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WAORGANY

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Begin2Brew said:
Ordered the voltage regulators last night for a whopping $13.80. They have a longer lead time so I figured better order them now and have them on hand.

On another note I am not too keen on the idea of adding a timer for $160 so I started looking for other options and ran accross this PID with a timer built in.

1/16 DIN PID Temperature Controller w/ Timer [SWA-24X1] - $57.50 : auberins.com, Temperature control solutions for home and industry

I am thinking I could use it as the HLT controller as I would not need the temperature control once I started the boil.
I also decided to go with a Auberins PID with timer as well to use for additions as well.
 
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Installed one of the heat sinks with an SSR in my pilfered enclosure. I bought the ones from Auberins.

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Well received my enclosure this week and purchased the cable and plugs to build my power cable. So I built the cable and began cutting the holes in the control panel.

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Received my element receptacles last night so just need to drill the bottom holes in the panel and I can wire up one PID and run a test. If all goes well I can get of the stove and brew in the basement with limited functionality. I made a power cord that is long enough to run out to my deck if I feel the need to brew outside this summer. Next order will be the switches, lights and relays.
 
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Got a good start on the brew bench tonight. Mine will need to be movable so I added casters to it. I also plan to add a hood above using some 3/8 plywood and 2x4 for support. Not sure how well that will work but I am going to give it a try. I also plan on using a few bathroom vents to use to exhaust the steam. Stay tuned to see if was a success of failure. One other thing I noticed I have to do is to change the side the cable comes out on my HLT. I have to move it to come out the back not the front.

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Did a little work on the panel last night and moved the cable to the back on the box on my HLT. Tonight I hope to do a water test and see how it works. If all goes well the Blichman will get its element and I can then go full electric.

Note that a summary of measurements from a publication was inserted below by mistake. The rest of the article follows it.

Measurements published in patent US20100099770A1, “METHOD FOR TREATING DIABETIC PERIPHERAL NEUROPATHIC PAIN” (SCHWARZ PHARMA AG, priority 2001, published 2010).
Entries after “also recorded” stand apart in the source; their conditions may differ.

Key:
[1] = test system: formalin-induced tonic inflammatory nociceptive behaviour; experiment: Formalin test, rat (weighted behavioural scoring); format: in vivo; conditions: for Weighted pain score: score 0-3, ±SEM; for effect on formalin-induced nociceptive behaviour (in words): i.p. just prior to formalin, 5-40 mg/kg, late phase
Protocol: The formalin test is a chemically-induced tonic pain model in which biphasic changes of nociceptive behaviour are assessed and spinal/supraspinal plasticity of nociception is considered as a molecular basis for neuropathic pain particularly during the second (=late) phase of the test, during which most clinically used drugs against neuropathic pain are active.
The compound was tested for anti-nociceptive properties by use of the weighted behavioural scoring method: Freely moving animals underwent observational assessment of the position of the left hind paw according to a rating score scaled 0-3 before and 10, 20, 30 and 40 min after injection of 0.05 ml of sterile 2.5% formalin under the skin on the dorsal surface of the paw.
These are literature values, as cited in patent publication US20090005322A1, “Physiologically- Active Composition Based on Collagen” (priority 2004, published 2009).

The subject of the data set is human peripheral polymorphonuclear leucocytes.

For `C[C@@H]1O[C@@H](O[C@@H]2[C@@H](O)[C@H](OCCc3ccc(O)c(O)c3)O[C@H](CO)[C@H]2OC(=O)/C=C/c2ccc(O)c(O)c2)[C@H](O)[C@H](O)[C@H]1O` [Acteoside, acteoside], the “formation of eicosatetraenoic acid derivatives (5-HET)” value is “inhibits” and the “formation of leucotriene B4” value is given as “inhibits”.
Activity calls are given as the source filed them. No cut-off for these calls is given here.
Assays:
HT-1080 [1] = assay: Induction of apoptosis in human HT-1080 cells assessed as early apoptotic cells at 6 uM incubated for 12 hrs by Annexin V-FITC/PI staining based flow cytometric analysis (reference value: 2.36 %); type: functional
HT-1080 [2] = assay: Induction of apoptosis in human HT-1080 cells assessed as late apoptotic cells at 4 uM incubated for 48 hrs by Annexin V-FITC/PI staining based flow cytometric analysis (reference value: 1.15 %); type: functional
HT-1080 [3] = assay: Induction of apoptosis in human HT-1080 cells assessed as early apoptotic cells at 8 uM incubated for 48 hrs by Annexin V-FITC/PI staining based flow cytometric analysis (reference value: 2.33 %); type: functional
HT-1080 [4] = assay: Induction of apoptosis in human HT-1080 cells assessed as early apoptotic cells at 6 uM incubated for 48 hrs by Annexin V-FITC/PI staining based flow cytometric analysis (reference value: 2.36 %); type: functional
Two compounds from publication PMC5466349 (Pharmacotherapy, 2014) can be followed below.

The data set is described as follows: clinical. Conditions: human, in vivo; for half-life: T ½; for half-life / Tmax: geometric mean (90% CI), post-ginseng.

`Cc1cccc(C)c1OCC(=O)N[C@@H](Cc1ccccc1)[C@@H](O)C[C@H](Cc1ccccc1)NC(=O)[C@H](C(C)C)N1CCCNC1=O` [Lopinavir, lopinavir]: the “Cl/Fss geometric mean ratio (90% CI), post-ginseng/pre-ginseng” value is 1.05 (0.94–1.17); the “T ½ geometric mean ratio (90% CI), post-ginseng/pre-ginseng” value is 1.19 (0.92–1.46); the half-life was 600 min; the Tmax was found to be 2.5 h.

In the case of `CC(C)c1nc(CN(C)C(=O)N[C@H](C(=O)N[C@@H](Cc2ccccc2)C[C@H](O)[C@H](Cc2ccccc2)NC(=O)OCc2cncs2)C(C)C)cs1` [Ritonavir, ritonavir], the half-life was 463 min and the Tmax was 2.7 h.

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Did some finishing on the temp probe so I can hook that up. Once that was done did some testing. Boiling water has never been so exciting. I started in PID mode and ramped up from 60 to 100 then 150 and finally to 200. Then switched over to manual and went for the boil. Set the PID to 95% and brought it up to 200 then brought it down to 65% and maintained a nice boil.

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Popped the hole and installed the element in the Blichman tonight and did a boil test on it. No leaks at all so tomorrow it looks good for a first brew using electric.
 
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Mash went great! I love the fact with the PID you can set your strike water temp, walk away and come back with it holding at the correct temp.
 
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Yup, been busy. I have everything ordered or I have it now. Need to continue to work on getting it wired up and test it. I plan on brewing tomorrow so it won't be a fully functional system yet. I figure another week of wiring and tidying up. I'll need to work on the HLT and MLT to get those all plumbed up.

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BeerguyNC61

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Awesome post Bill! System looks great!
How did the drilling of the Bling-mann go? I want to go the electric route but the thought of drilling into those pots having never don't that before freaks me out a little....